- Farrell, Mary Cronk – Standing Up Against Hate: How Black Women in the Army Helped Change WWII
- Harrison, Vashti – Little Leaders: Bold Women in Black History
- Harrison, Vashti – Little Legends: Exceptional Black Men in History
- Higginbotham, Anastasia – Not My Idea: A Book about Whiteness
- Hudson, Wade – We Rise, We Resist, We Raise Our Voices
- Johnson, Chelsea – Intersection Allies: We Make Room for All
- Kluger, Jeffrey – Raise Your Voice: 12 Protests that Shaped America
- Latham, Irene – Can I Touch Your Hair? Poems of Race, Mistakes, and Friendship
- Latour, Francie – Auntie Luce's Talking Paintings
- Lester, Julius – Let's Talk About Race
- Maldonado, Torrey – What Lane?
- Manushkin, Fran – Happy in Our Skin
- Mendez, Yamile Saied – Where Are You From
- Moyer, Naomi M. – Black Women Who Dared
- Moyle, Eunice – Be the Change: The Future Is in Your Hands
- Nyong'o, Lupita – Sulwe
- Obama, Barack – Of Thee I Sing: A Letter to My Daughters
- O'Brien, Anne Sibley – I'm New Here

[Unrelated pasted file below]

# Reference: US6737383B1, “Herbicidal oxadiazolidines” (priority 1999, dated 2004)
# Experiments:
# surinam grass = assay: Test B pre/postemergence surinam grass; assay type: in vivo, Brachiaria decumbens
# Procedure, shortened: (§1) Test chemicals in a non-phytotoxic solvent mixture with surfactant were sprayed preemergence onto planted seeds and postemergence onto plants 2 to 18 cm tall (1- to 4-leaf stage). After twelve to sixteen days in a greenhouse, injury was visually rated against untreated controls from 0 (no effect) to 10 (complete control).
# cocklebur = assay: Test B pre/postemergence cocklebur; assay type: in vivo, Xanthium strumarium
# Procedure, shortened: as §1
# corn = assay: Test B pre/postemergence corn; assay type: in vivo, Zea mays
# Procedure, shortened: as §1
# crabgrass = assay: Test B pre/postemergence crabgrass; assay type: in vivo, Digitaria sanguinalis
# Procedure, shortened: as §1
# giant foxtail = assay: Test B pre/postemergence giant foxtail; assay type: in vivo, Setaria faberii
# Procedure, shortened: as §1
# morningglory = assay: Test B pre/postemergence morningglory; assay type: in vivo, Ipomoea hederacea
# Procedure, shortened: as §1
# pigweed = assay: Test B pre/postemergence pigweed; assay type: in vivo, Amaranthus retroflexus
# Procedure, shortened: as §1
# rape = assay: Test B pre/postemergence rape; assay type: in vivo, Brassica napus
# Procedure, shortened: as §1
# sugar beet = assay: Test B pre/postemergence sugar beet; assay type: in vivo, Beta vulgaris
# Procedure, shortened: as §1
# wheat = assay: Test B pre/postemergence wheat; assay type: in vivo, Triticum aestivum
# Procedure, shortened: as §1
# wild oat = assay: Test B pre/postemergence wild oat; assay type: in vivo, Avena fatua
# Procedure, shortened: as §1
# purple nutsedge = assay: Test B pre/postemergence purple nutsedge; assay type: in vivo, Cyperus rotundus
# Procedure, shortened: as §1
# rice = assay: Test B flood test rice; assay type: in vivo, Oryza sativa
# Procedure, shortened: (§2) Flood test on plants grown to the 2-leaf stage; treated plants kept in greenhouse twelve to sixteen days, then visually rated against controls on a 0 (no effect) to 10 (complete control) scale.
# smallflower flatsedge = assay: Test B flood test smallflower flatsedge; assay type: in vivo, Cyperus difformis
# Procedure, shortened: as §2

- Paul, Caroline – You are Mighty: A Guide to Changing the World
- Penfold, Alexandria – All Are Welcome
- Pinkney, Andrea Davis – Let It Shine: Stories of Black Women Freedom Fighters
- Ramee, Lisa – A Good Kind of Trouble
- Ramsey, Calvin A. – Ruth and the Green Book
- Rhodes, Jewell Parker – Black Brother, Black Brother
- Rhodes, Jewell Parker – Ghost Boys
- Rippon, Jo – Rise Up! The Art of Protest
- Rogers, Amy B. – What's Racism
- Rotner, Shelley – All Kinds of People
- Saunders, Claire – The Power Book
- Shabazz, Ilyasah – Betty before X
- Taylor, Mildred D. – Roll of Thunder Hear My Cry
- Weatherford, Carole Boston – Schomburg: The Man Who Built a Library